The Development of Broadside Gunnery 1450-1650

By N.A.M. Rodger, published August 1996


The article criticises several assumptions by later British historians such as Sir Julian Corbett about the origins of the heavy-gunned ‘broadside’ vessel and associated English battle tactics especially during the Spanish Armada campaign. Many guns were considered ‘fixed’, the ship was aimed. English carriages allowed for transverse positioning though the number of actual gunners remained small—‘one man a gun at most’. Reloading during combat was rare, as opposed to ‘charges’ against an enemy ship (making bow guns much more important than the broadside) followed by nearly an hour to withdraw and reload. Rodger also takes issue with the notion of a ‘line of battle’ during this period.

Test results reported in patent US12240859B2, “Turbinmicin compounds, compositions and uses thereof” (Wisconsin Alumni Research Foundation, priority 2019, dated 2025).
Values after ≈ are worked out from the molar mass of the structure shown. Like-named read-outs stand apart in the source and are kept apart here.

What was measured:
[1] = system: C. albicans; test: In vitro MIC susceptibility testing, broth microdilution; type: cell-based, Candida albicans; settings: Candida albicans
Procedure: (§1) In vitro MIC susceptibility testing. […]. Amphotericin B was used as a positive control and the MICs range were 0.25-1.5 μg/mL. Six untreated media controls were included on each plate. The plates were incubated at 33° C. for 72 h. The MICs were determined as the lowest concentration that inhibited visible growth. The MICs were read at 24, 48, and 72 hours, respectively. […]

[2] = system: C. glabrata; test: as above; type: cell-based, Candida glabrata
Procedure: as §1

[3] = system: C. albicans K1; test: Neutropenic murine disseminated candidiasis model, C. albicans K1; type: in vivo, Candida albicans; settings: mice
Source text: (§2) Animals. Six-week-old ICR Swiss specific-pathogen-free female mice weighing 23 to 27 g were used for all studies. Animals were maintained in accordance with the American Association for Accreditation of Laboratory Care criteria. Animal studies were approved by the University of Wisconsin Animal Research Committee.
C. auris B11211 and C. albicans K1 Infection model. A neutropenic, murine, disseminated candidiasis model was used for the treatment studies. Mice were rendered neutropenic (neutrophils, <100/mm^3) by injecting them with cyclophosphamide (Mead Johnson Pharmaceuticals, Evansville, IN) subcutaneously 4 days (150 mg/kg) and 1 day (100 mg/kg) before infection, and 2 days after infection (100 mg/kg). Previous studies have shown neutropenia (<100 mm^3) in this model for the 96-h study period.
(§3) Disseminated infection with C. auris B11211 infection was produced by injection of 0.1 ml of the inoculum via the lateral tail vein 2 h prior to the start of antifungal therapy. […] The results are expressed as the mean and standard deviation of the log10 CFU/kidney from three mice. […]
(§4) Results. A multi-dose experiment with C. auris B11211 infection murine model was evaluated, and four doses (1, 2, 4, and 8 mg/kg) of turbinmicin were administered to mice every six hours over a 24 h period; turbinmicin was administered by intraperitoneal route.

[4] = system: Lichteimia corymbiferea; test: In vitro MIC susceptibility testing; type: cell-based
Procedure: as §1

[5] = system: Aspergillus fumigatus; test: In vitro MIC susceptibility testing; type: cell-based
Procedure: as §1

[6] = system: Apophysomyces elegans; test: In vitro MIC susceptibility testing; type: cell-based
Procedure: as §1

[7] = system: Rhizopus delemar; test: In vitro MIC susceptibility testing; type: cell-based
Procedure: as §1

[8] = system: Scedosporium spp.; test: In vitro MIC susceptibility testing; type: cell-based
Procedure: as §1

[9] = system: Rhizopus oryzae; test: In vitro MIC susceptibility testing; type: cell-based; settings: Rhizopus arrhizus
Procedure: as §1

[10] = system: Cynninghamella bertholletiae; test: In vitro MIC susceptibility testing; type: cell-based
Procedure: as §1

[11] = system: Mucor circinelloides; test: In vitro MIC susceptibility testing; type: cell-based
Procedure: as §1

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Filed under: Atlantic | Tudors | English Channel | The Armada
Subjects include: Battles & Tactics | Navies | Weapons

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